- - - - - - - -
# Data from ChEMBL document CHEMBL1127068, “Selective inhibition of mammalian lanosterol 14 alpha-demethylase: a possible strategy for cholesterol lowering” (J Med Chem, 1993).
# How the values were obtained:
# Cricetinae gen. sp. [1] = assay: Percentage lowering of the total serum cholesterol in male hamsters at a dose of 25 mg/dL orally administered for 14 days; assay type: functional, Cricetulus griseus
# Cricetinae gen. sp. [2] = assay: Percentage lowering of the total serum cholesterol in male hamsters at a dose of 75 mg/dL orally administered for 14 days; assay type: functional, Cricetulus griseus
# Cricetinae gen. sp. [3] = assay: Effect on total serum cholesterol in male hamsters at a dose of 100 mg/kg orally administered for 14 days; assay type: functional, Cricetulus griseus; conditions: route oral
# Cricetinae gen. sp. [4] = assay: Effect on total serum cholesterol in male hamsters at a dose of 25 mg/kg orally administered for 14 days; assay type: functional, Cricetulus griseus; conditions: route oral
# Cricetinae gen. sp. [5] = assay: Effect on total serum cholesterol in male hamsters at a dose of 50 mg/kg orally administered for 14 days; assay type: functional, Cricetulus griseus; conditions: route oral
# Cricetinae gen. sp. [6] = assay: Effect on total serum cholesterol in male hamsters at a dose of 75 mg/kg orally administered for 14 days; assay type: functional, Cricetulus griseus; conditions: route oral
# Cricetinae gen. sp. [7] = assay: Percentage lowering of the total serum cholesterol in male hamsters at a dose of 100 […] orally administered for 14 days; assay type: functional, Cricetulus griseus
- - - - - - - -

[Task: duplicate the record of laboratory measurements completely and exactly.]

# Data from ChEMBL document CHEMBL1127068, “Selective inhibition of mammalian lanosterol 14 alpha-demethylase: a possible strategy for cholesterol lowering” (J Med Chem, 1993).
# How the values were obtained:
# Cricetinae gen. sp. [1] = assay: Percentage lowering of the total serum cholesterol in male hamsters at a dose of 25 mg/dL orally administered for 14 days; assay type: functional, Cricetulus griseus
# Cricetinae gen. sp. [2] = assay: Percentage lowering of the total serum cholesterol in male hamsters at a dose of 75 mg/dL orally administered for 14 days; assay type: functional, Cricetulus griseus
# Cricetinae gen. sp. [3] = assay: Effect on total serum cholesterol in male hamsters at a dose of 100 mg/kg orally administered for 14 days; assay type: functional, Cricetulus griseus; conditions: route oral
# Cricetinae gen. sp. [4] = assay: Effect on total serum cholesterol in male hamsters at a dose of 25 mg/kg orally administered for 14 days; assay type: functional, Cricetulus griseus; conditions: route oral
# Cricetinae gen. sp. [5] = assay: Effect on total serum cholesterol in male hamsters at a dose of 50 mg/kg orally administered for 14 days; assay type: functional, Cricetulus griseus; conditions: route oral
# Cricetinae gen. sp. [6] = assay: Effect on total serum cholesterol in male hamsters at a dose of 75 mg/kg orally administered for 14 days; assay type: functional, Cricetulus griseus; conditions: route oral
# Cricetinae gen. sp. [7] = assay: Percentage lowering of the total serum cholesterol in male hamsters at a dose of 100 […] orally administered for 14 days; assay type: functional, Cricetulus griseus